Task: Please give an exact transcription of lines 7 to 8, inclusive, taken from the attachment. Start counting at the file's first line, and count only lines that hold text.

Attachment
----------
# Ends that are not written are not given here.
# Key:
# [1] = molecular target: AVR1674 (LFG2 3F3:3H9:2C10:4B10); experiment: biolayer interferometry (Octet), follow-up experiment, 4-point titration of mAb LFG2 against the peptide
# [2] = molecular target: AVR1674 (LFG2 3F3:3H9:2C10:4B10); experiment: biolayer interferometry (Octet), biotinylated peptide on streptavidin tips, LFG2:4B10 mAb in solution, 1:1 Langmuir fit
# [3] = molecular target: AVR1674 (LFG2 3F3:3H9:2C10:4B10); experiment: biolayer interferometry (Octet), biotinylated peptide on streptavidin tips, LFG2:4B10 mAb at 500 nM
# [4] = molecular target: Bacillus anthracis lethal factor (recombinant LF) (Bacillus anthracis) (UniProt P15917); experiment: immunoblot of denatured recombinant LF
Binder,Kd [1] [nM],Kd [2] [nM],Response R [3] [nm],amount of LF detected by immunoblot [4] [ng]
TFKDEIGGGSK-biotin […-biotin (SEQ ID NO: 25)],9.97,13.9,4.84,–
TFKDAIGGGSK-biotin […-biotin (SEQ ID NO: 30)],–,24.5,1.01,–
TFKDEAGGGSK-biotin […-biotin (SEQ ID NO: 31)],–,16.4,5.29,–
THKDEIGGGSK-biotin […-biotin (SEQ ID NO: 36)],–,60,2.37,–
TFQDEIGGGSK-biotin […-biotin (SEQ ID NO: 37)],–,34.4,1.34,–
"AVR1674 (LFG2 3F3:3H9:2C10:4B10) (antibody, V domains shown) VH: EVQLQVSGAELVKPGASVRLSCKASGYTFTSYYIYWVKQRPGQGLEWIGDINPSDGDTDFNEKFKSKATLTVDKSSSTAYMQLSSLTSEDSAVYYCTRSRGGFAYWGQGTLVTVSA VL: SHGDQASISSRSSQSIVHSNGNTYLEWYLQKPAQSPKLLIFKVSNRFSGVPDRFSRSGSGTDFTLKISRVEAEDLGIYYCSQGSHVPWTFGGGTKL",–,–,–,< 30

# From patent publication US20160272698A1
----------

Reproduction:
Binder,Kd [1] [nM],Kd [2] [nM],Response R [3] [nm],amount of LF detected by immunoblot [4] [ng]
TFKDEIGGGSK-biotin […-biotin (SEQ ID NO: 25)],9.97,13.9,4.84,–